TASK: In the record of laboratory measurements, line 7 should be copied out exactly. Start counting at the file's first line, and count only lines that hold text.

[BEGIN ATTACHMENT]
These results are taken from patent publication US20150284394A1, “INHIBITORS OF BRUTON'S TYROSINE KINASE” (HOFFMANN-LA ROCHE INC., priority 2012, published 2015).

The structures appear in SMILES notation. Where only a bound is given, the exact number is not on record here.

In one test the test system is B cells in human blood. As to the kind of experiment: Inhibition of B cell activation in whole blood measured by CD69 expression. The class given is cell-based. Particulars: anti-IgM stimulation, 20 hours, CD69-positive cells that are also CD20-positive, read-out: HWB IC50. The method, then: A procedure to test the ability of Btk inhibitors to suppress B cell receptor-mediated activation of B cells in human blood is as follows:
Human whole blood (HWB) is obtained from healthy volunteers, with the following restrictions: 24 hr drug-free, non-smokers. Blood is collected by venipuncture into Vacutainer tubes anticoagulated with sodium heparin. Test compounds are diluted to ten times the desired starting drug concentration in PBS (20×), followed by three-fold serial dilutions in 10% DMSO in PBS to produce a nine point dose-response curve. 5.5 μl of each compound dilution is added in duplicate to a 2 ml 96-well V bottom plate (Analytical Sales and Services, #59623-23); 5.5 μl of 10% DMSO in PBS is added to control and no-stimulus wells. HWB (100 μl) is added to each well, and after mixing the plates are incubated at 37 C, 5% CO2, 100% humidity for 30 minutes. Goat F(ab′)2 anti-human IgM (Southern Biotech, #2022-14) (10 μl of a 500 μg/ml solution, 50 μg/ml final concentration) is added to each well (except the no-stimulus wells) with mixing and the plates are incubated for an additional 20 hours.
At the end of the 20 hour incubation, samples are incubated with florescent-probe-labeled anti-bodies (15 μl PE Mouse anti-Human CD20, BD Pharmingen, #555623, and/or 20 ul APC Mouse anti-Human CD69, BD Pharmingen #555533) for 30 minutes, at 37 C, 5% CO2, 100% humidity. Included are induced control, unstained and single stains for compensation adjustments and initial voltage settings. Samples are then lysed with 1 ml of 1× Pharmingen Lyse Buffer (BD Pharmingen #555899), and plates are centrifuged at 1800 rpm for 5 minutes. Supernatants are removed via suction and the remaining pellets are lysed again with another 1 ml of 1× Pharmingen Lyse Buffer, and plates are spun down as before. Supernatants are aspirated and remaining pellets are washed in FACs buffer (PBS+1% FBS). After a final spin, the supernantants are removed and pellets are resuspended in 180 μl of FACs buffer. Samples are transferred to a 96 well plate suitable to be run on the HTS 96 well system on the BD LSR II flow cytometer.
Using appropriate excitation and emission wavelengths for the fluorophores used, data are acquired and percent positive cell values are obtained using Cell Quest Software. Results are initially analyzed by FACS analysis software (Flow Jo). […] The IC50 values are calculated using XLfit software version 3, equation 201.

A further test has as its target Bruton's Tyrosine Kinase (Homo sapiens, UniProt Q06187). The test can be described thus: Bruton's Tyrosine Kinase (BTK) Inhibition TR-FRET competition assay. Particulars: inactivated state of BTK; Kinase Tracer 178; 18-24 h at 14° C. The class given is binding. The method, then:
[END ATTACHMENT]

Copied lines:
A further test has as its target Bruton's Tyrosine Kinase (Homo sapiens, UniProt Q06187). The test can be described thus: Bruton's Tyrosine Kinase (BTK) Inhibition TR-FRET competition assay. Particulars: inactivated state of BTK; Kinase Tracer 178; 18-24 h at 14° C. The class given is binding. The method, then: